Parris, Paris, Therond and Blayney

For the first time ever, we are able to uncover some new information on the editors of the King James Bible in the middle of the eighteenth century.

In 1703, Francis Sawyer Parris was born in Bythorn, Huntingdonshire. He was educated at Sidney Sussex College, Cambridge, from 1720, and continued studying, becoming Master of Sidney Sussex in 1746, he also served as University Librarian.

Joseph Bentham undertook to print Bibles at Cambridge, beginning at 1743. Apparently, Parris was invited to check and proofread the text. Parris therefore began to make small changes in the Bibles, such as with some punctuation, his work culminating in the 1760 edition, the year of his death.

A more substantive role was undertaken by another man, Thomas Paris. He was born in 1724 in the town of Cambridge, and enrolled at Trinity College, Cambridge in 1741, and went on to graduate, eventually serving as a priest at Ely.

By all accounts, Thomas Paris worked as an editor at Cambridge, leading to the substantive quarto edition of 1762, as printed by Joseph Bentham. Paris died in 1800. In 1763 Baskerville printed his own Bible, famous for its beautiful typography.

Through the decades all historians acknowledged Thomas Paris’ role until Michael Black in 1984, David McKitterick in 1984, and afterwards David Norton, who essentially attempted to delete Thomas Paris from history, acknowledging only F. S. Parris, who had done some work at Cambridge University Press up to 1760.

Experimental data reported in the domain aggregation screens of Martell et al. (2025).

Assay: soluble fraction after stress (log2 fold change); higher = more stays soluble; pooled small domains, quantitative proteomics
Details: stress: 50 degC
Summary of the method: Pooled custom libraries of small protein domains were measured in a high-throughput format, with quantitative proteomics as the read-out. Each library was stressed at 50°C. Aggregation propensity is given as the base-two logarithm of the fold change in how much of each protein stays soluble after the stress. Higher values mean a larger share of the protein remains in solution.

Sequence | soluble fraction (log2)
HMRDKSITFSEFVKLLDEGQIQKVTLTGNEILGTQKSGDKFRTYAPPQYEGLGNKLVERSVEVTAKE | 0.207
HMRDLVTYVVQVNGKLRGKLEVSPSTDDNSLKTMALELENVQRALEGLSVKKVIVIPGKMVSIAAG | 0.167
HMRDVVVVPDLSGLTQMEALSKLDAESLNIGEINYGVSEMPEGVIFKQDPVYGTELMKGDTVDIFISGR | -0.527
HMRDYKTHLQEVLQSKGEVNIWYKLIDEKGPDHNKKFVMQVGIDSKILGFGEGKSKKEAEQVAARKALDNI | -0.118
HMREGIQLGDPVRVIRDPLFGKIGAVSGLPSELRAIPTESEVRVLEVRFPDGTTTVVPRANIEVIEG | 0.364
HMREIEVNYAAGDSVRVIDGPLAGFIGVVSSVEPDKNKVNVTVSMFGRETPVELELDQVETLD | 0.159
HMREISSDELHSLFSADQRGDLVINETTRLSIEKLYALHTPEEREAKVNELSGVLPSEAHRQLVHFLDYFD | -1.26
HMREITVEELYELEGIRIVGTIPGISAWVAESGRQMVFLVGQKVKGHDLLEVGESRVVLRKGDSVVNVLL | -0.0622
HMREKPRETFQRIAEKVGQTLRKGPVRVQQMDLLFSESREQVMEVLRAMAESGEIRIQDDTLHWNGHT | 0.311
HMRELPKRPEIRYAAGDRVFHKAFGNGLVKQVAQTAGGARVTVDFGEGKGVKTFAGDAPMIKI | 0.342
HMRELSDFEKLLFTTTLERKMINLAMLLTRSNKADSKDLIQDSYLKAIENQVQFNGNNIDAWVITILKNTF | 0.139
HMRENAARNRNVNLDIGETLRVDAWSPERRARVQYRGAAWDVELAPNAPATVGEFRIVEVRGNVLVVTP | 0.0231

The work on the 1762 edition was also undertaken by Henry Therond, 1735-1782. Therond had done his junior education in London before he enrolled at Trinity College, Cambridge in 1753. He graduated, became a Fellow in 1758 and eventually Junior Proctor in 1776.

In 1769, Dr Benjamin Blayney of Oxford used the 1762 Edition as a foundation for his own editorial work, which led to the 1769 Edition. It is ultimately Dr Blayney who gets the credit for the work even though the preparation was undertaken by others for his famous edition.

Since 1769, Blayney’s work has undergone some fairly minor revisions, in relation to spellings, etc., the culmination of which is the Pure Cambridge Edition.